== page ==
Written by Alice Lambert, University of Leeds, September 2023
Staying fresh: looking after your wellbeing at university
Your first year at university is a brilliant experience – but the opening few weeks can be challenging. As you navigate this new chapter, don’t forget to keep in touch with your mental and physical wellbeing. These tips should help.
Find a society
Whether you want to meet like-minded people or branch out and try something new, university societies provide a great opportunity to do either. There are dozens, even hundreds, of groups you might fancy: everything from sports and music, to crafts and simple shared interests in TV and film. And don’t be worried by out-of-date reputations from American college movies: most societies aren’t primarily about partying, and plenty are alcohol-free.
Try local activities
Tempting as it can be, don’t confine yourself to campus. You may be living in a whole new area, not just a different building. Local sports leagues, gyms, and park runs can help your mental as well as physical health, or you might want to extend your network through volunteering opportunities in the community – it all helps to give you an extra sense of purpose, as well as more chances to meet people.
It sounds so simple, yet so few of us do it. Planning your weekly food shops and dinners can help your budget and your wellbeing. It allows you to focus on studying and socialising. And it doesn’t mean you can’t treat yourself… just maybe not every evening.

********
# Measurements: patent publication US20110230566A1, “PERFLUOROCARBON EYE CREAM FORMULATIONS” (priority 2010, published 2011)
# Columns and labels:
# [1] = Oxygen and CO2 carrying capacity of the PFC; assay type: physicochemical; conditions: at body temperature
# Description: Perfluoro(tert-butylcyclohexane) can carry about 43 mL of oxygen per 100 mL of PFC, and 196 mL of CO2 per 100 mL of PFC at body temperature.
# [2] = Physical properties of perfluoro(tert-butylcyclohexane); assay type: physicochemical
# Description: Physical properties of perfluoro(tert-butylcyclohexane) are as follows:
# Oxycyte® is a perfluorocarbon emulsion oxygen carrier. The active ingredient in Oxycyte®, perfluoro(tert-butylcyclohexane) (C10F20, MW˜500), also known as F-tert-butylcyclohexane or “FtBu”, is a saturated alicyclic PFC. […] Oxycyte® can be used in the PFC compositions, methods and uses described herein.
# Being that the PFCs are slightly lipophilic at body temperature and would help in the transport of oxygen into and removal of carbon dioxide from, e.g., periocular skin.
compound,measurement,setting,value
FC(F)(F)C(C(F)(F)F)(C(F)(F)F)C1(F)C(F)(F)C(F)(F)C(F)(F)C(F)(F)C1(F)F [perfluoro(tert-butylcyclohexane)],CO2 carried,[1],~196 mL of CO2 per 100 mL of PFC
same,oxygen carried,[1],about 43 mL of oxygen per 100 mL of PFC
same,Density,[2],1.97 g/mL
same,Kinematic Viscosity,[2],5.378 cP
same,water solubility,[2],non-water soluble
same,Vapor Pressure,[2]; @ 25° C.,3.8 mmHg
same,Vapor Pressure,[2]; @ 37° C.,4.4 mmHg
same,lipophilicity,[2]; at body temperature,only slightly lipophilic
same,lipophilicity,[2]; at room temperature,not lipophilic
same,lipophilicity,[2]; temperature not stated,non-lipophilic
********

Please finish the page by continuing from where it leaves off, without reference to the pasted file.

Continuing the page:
Dive into podcasts
Stressed? Apps such as Headspace or Calm offer guided meditations, allowing you time to relax and reconnect with yourself. Or, you could listen to a podcast during your walk to lectures/ seminars/the lab/the pub. Sometimes you need to disconnect from the outside world for a bit, and there are so many genres and formats available.
Keep a journal
No, we aren’t talking about those cringeworthy pre-teen diaries full of drama, although it can still help to write down your feelings at times. A journal is a way to organise your thoughts at a time when it’s easy to feel overloaded, because starting university means contending with so many different new things. So. Many. Things. Plan your week or just release stressful thoughts onto paper or screen – you’ll be surprised how much it can help.
Use university support services
Don’t be afraid to speak to your lecturers about any concerns, academic or personal. But if you feel it would be useful to talk to a professional, then investigate your university’s counselling and wellbeing services.
Stay in touch
Meeting new people is great and all, but there’s nothing quite like reaching out to old friends and family when you’re feeling lonely. One quick FaceTime can do you the world of good.
Have a night in
You should never feel peer-pressured into going out if you’re feeling tired or overwhelmed. Give yourself time to relax. Everything feels easier on a good night’s sleep!
Talk it out
Lastly, don’t feel afraid to open up to new friends about challenges you experience at the beginning of university. Often, they’ll feel the same way. Together, you can navigate and support each other through your new start as a fresher.